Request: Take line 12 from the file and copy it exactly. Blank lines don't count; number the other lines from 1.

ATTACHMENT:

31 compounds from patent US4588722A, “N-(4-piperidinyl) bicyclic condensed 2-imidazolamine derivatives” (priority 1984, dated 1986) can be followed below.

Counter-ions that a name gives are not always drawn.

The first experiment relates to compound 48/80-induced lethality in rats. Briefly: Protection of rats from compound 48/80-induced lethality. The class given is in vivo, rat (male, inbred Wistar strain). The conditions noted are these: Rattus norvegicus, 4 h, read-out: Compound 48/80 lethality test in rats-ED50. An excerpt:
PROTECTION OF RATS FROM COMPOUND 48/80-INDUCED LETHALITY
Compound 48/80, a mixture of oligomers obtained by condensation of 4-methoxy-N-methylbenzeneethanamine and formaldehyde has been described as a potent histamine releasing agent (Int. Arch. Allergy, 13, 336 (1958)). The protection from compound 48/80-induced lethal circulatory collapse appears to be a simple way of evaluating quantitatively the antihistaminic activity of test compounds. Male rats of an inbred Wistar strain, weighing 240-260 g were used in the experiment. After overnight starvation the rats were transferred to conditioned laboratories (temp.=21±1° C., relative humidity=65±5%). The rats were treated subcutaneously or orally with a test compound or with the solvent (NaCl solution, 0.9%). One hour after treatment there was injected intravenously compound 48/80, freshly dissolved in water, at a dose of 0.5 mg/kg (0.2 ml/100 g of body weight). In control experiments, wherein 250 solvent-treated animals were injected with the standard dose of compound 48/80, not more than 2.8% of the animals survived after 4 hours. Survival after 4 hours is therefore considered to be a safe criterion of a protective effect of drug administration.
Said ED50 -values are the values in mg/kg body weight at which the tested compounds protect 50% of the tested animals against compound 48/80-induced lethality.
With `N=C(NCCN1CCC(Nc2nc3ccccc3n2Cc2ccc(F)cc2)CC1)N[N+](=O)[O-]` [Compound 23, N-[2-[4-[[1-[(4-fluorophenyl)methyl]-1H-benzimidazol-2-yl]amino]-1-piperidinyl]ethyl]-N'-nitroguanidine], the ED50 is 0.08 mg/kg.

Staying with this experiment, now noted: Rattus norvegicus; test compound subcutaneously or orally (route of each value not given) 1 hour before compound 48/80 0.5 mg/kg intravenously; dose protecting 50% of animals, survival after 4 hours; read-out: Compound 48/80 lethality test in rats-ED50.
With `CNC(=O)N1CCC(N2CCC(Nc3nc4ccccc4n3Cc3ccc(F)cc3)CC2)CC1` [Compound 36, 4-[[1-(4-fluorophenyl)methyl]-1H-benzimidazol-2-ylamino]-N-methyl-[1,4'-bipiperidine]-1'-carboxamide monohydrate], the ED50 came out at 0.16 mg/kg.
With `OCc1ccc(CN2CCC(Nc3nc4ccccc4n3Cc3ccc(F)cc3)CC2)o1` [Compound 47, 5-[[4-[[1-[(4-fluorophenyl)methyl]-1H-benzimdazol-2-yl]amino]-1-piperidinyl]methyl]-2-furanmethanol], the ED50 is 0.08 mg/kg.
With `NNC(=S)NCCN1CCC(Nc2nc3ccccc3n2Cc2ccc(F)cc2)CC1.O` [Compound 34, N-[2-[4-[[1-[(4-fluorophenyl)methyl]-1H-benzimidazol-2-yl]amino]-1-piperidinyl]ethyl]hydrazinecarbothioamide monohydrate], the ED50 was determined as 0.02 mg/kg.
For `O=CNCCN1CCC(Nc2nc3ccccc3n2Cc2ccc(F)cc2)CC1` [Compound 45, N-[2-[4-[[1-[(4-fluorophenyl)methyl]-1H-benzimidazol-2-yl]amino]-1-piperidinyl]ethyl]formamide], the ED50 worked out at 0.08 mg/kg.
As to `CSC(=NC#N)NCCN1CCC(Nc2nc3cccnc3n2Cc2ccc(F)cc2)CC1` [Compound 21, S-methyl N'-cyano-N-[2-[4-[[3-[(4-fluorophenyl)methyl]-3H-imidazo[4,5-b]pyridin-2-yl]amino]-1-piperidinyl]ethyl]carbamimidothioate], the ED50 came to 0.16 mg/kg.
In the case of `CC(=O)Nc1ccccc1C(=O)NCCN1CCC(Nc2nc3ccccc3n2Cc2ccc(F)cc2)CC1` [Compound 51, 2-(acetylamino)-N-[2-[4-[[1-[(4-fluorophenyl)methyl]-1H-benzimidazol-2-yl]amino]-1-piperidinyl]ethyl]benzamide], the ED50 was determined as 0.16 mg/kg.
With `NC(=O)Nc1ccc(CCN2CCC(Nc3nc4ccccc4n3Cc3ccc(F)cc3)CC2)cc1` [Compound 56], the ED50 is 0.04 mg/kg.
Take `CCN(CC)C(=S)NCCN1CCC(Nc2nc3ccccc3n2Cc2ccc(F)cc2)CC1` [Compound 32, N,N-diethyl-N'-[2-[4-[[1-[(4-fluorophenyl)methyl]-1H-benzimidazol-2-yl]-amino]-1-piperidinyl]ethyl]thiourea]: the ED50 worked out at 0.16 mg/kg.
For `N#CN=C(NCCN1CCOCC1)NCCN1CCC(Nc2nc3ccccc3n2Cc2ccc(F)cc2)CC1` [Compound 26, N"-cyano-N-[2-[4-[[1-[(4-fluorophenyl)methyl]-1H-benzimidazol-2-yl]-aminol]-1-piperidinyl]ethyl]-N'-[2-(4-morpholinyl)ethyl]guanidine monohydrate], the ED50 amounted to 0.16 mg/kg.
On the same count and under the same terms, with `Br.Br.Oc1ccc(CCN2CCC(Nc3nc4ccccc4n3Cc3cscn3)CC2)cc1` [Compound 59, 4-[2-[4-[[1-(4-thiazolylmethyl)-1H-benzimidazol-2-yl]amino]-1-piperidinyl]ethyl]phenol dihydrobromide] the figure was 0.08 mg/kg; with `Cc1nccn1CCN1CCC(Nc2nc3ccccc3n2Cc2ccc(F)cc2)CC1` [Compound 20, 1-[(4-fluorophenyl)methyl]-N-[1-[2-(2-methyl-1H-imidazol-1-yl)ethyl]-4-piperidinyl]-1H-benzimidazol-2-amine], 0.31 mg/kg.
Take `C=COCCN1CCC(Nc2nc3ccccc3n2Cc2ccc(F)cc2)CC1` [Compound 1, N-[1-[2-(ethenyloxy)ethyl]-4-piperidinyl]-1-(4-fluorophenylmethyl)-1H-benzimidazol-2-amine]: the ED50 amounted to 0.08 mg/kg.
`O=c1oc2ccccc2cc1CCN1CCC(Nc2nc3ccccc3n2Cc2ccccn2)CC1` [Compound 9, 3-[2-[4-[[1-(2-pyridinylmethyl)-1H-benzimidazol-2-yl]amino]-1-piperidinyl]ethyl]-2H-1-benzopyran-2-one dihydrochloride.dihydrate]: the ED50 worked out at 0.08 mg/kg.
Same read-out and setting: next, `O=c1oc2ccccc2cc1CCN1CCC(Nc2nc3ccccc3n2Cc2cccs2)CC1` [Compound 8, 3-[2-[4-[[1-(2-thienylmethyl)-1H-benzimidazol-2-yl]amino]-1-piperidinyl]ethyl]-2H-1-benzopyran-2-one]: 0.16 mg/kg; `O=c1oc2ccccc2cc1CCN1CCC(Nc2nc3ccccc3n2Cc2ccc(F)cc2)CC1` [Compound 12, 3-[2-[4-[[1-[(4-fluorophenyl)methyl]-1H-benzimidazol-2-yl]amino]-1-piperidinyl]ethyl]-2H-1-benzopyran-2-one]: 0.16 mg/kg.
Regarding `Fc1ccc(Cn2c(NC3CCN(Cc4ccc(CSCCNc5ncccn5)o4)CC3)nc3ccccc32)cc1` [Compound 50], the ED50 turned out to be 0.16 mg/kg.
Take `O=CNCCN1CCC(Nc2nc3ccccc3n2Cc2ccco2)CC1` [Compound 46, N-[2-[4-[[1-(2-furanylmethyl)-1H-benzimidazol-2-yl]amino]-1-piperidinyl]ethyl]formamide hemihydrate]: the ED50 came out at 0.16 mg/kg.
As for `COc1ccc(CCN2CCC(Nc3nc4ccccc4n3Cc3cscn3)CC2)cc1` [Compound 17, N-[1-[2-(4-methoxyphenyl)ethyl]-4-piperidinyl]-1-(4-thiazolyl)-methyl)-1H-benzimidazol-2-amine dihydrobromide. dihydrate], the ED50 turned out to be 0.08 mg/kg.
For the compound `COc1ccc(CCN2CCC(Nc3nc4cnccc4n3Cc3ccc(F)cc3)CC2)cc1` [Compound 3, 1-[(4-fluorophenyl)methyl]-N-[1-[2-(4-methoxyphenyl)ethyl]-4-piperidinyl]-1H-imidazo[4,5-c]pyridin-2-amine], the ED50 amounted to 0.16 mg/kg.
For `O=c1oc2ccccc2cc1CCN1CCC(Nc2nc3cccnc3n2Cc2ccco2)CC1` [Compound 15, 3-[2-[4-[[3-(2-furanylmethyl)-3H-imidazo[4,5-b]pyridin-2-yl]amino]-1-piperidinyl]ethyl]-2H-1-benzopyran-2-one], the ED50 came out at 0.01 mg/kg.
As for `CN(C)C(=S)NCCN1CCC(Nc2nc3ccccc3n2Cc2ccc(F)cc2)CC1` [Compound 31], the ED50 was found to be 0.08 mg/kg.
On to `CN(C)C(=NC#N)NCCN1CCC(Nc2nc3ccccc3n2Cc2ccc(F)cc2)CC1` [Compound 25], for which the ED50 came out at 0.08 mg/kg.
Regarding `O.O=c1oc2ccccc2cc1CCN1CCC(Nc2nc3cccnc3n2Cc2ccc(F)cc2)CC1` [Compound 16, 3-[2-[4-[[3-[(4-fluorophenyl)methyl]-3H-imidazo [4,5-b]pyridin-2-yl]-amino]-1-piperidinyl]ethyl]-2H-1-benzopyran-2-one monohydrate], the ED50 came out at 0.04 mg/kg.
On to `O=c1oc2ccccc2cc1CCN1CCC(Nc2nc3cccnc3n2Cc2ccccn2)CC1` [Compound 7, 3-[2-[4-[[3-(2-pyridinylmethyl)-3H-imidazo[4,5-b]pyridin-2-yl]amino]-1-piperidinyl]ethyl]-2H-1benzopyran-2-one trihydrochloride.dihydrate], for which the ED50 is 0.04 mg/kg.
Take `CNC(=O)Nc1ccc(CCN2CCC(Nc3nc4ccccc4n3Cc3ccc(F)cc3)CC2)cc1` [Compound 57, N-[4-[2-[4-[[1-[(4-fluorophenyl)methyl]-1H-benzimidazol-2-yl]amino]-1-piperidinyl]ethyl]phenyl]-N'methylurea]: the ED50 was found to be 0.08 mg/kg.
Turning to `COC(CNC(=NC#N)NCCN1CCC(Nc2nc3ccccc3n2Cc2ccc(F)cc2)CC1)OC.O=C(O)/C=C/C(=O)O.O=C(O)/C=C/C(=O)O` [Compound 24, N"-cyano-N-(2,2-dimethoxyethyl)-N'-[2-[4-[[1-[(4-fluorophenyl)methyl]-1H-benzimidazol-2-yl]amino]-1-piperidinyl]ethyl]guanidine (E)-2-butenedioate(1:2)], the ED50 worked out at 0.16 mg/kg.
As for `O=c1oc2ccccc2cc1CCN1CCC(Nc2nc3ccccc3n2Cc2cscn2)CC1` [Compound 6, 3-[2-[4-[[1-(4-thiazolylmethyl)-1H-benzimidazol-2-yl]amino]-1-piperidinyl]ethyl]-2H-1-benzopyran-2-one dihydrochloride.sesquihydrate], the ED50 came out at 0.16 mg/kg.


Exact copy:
For `O=CNCCN1CCC(Nc2nc3ccccc3n2Cc2ccc(F)cc2)CC1` [Compound 45, N-[2-[4-[[1-[(4-fluorophenyl)methyl]-1H-benzimidazol-2-yl]amino]-1-piperidinyl]ethyl]formamide], the ED50 worked out at 0.08 mg/kg.